Pets are members of our family
Without question, the loss of a pet can be a significant loss in a person’s life. Pets are members of the family.
We celebrate their birthdays and give them presents on the holidays. We dress our pets up for Halloween and watch movies together on the sofa.
Our animals are companions that provide unconditional love and support. And when we lose that member of the family, we feel sorrow and grief.
Losing a pet is truly a life changing event. Daily routines change as we no longer engage in the feeding or walking of our pets. Those who walk pets or take them to a dog park might miss out on the conversations with other pet owners that they come to rely on for social interaction and neighborhood chatter.
The loss of a beloved pet can also impact our health, both emotionally and physically. It is common for people to grieve as intensely for a pet as for a significant person in our lives. As an example, in October 2017, the New England Journal of Medicine told the story of a woman who experienced “broken heart syndrome” after the loss of her dog. She had symptoms so severe that they mimicked a heart attack. People who slept with their pets may find the emptiness of the bed unsettling and lose sleep. Emotionally, the loss of a pet is also the loss of companionship which can lead to loneliness and depression.
Our animals aren’t “just a pet”
The unfortunate truth is that society doesn’t generally recognize how painful pet loss can be. People may say “it’s just a cat” or “it’s just a dog.” There is usually no community support when a pet dies. Companies don’t provide bereavement leave when our pets die. In fact, many people are fearful of being too sentimental or even appearing weak for grieving the loss of their furry friend. This embarrassment and shame makes grief work even more difficult.
Coping with the loss of a pet
Everyone will experience the grief associated with the loss of a pet differently. Despite that, you don’t need to face this grief alone or without help. Here are a few suggestions during your grief journey:
• Don’t deny the feelings you have when you lose a pet. Be honest about how you feel and the emotions you are working through.
• Set aside time to grieve for your pet. Regardless of how it may be perceived, give yourself the time to feel the emotions you are experiencing. Use tools like writing or storytelling to share memories of your time spent together.
• Don’t forget your living animals, if you have other pets. Science shows us that other pets are likely grieving as well. Dogs may search for their pack member and cats may hide or seek time to be alone. Try to keep up with any routines that your remaining pets expect. These moments of familiarity and structure can be helpful to your grieving and theirs.
• Make sure you remember yourself while you grieve. You may be exhausted but cannot sleep. You may not feel like eating or remember to stop and have a meal. Try as best as you can to honor these routines and keep up with healthy habits.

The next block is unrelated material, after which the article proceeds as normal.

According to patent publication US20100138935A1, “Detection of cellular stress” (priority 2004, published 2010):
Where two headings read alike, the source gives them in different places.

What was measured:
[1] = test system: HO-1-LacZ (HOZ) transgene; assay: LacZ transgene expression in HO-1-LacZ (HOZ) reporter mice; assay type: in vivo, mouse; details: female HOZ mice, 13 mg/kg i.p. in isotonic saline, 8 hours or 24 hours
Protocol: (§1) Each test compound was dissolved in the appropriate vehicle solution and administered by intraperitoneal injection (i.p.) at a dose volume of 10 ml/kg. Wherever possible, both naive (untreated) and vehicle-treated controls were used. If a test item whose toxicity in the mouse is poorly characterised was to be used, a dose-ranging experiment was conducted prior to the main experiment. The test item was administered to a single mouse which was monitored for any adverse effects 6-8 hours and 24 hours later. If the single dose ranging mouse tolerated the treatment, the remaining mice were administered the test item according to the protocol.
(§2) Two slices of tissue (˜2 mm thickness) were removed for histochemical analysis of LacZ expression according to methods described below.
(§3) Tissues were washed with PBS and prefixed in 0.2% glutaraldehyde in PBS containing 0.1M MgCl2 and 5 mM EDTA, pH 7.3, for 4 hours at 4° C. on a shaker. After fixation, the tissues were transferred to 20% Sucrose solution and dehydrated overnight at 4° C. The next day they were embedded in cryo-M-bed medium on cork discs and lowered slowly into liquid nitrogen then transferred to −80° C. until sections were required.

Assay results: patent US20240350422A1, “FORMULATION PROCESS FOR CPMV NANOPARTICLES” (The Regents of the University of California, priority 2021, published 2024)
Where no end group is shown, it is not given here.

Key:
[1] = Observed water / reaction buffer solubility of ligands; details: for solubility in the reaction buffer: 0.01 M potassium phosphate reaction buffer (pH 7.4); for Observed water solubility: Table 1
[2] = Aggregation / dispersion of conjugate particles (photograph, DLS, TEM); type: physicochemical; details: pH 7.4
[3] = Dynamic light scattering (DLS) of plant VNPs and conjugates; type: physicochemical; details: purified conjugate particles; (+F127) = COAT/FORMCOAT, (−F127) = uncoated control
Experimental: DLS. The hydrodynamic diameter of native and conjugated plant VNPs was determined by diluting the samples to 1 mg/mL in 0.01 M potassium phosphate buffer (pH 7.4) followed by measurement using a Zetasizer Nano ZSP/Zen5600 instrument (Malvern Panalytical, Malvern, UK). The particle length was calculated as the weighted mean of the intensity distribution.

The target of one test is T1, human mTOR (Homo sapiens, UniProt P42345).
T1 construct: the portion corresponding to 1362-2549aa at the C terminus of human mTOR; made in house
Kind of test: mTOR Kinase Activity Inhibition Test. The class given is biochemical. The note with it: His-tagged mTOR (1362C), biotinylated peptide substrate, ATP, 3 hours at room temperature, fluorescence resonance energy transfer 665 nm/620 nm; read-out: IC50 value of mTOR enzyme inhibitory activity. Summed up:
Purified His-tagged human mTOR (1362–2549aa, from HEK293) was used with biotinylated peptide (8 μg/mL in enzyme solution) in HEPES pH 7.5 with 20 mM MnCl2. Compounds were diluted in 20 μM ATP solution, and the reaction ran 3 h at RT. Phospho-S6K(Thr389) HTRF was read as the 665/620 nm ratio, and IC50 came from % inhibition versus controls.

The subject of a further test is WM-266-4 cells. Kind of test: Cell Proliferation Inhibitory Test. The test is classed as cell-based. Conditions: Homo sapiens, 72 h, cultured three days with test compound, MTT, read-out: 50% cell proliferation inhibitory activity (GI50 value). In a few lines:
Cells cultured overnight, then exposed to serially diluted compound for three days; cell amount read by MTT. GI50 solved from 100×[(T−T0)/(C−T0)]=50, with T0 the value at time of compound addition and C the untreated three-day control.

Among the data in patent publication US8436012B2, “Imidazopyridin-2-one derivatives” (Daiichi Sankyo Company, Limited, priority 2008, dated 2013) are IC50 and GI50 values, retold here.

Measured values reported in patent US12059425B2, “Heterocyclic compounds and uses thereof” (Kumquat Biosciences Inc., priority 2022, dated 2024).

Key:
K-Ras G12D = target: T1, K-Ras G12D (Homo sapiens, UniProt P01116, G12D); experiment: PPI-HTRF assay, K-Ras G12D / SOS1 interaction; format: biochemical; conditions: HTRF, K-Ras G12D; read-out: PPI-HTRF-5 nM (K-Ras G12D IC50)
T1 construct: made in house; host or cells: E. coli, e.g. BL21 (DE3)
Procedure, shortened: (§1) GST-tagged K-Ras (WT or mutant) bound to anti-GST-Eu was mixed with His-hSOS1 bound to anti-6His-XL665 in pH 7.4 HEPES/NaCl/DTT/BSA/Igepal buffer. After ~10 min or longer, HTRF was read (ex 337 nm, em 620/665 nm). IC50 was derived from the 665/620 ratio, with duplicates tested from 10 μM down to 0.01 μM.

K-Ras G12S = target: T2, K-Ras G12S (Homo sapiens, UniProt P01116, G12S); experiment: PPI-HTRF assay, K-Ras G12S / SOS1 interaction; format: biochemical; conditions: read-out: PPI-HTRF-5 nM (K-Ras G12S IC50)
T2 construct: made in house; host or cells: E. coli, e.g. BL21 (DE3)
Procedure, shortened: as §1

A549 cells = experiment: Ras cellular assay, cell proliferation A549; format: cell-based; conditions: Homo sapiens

• Reach out for support. There are many websites and social media networking groups that support those who have lost a pet. You can also find grief groups that target pet loss.
• Memorialize your companion. There are many ways to celebrate the life of a beloved pet. You can post photos and stories to social media. You can have a memorial service to formally acknowledge the loss. You can donate to animal causes or volunteer with a local animal shelter. You can plant a tree or flowers in honor of your pet.
• Don’t be afraid to think about when getting a new pet is right for you. The timing of bringing a new animal into your life is very personal. A new pet will never replace your old pet. For some, they will feel such an agony that they would never want to adopt another animal. But others will feel that they celebrated such love with their pet that their need to love another outweighs the pain. Give yourself permission to consider your options when that time is right for you.
• And finally, continue your relationship though memories. Those memories allow your pet to live on in you. Some memories will be happy and some may be sad, but experiencing them helps process the loss. As part of this, you can make a memory box and place their favorite toys and collars in it along with photos or other objects that help you reflect on your beloved pet. You can also find time to write down stories about your pet or even write a tribute to your pet, reflecting on the time you spent together.
The loss of a pet is a significant loss. Remember that grieving, even for a pet, cannot be forced or rushed. There is no timetable and there is no “normal.” Be patient and work to continue your relationship with your beloved pet. And remember, even if people don’t understand the companionship and love you had with your pet, grieving this loss is completely normal and healthy.
OUR FREE GRIEF CARE PROGRAMS:
While feelings of grief are normal, handling them can be difficult and painful. Talking about what you are going through can help. Call 734.779.6690 to schedule an appointment. Or visit www.askforangela.com for our grief support calendar.